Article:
Thing is, getting someone to agree to a review is a crapshoot. Even if you've managed to ink out the best book of the year, there'll be plenty of folks who don't like it. Trust me on this. Say your reviewer is a woman who was once jilted by a guy who just happens to have the same name as your lead character, lost a child the exact age as one who dies in your story, or has a fight with the boyfriend or the boss the day she sits down to read your novels. Maybe yours is the hundredth mystery/romance/science fiction/western (take your pick) she's reviewed this year and she's simply had it. Makes herself a big old martini, sits down at the keyboard and takes her snarly mood out on little-old-you.
Paying for reviews is a whole other ball of wax. Some of the most prestigious review sites charge big bucks for a review they promise will be completely honest, which doesn't necessarily mean "good" (see above). That means you can pay a lot of money for the chance to get majorly, where-did-I-hide-those-razorblades depressed. These companies charge a ton for their reviews because they know that you know that if by some miracle you manage to eek out a good one, you've got a leg up in the game.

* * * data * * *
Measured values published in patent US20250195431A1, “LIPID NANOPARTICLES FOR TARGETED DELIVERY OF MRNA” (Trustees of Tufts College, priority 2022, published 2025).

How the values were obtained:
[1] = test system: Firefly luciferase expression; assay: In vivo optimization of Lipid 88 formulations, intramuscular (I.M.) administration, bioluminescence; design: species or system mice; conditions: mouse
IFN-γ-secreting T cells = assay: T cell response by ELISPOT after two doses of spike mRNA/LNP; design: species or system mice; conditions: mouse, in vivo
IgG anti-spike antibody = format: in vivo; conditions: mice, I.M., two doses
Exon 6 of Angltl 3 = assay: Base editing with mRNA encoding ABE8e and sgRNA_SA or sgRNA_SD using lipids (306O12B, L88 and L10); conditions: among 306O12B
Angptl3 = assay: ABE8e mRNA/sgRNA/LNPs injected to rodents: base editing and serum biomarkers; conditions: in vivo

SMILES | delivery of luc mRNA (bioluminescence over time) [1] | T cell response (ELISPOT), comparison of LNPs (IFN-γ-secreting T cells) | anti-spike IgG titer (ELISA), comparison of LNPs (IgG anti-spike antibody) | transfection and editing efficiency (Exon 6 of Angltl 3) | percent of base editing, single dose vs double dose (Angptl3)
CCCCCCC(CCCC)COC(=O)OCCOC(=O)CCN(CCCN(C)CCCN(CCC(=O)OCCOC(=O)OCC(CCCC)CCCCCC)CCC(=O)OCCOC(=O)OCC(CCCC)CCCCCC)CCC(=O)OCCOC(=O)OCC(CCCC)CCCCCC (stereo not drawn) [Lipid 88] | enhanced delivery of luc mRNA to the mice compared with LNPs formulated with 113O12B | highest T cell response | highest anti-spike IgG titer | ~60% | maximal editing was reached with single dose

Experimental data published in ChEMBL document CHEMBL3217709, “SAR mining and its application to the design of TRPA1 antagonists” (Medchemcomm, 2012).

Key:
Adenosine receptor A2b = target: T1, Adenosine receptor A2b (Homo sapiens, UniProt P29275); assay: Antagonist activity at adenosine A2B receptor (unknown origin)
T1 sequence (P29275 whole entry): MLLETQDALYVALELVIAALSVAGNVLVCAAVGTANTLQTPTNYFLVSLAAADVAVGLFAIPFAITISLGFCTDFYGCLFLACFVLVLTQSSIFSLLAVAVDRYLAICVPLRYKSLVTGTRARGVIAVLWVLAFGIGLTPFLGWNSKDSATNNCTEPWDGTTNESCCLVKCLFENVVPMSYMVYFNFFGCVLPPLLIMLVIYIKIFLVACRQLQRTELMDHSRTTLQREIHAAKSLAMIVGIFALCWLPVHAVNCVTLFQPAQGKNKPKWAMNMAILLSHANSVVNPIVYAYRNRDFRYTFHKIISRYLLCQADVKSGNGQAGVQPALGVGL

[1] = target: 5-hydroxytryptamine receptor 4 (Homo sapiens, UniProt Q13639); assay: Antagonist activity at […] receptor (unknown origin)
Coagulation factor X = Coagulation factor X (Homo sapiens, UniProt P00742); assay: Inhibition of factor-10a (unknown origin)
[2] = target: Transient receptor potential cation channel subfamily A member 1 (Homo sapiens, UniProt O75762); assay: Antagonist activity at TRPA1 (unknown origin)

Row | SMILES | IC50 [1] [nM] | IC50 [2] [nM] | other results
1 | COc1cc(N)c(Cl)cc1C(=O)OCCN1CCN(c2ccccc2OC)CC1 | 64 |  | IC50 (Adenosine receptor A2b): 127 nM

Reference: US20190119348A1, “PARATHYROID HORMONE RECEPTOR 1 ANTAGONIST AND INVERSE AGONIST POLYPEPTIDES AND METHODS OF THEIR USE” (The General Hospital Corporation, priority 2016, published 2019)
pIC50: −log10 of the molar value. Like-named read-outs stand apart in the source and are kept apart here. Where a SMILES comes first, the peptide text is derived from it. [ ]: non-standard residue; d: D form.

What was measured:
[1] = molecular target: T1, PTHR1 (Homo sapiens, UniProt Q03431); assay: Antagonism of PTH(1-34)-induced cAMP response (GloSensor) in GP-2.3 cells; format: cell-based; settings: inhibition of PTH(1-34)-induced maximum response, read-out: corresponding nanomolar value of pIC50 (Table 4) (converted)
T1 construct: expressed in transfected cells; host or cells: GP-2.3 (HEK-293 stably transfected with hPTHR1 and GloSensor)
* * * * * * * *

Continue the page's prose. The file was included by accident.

All of this by way of explaining, perhaps, that I'm fully aware the absolutely stunning review I just received from Kirkus for Matinicus (due out in May) http://www.kirkusreviews.com/book-reviews/darcy-scott/matinicus/, had as much to do with the luck of the draw as anything else. Don't get me wrong. I'm really proud of the book, I busted my ass on it, and I'm ever-so-grateful that whoever reviewed it liked it almost as much as I do.